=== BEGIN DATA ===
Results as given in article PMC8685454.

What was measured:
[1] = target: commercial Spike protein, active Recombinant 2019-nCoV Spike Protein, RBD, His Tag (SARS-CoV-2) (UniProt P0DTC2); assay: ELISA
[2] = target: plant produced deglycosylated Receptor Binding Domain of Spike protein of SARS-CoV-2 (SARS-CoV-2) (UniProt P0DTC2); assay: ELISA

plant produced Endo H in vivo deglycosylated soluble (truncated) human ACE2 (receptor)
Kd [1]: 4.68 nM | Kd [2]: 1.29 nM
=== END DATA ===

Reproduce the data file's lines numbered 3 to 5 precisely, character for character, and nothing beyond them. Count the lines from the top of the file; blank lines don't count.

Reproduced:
[1] = target: commercial Spike protein, active Recombinant 2019-nCoV Spike Protein, RBD, His Tag (SARS-CoV-2) (UniProt P0DTC2); assay: ELISA
[2] = target: plant produced deglycosylated Receptor Binding Domain of Spike protein of SARS-CoV-2 (SARS-CoV-2) (UniProt P0DTC2); assay: ELISA

plant produced Endo H in vivo deglycosylated soluble (truncated) human ACE2 (receptor)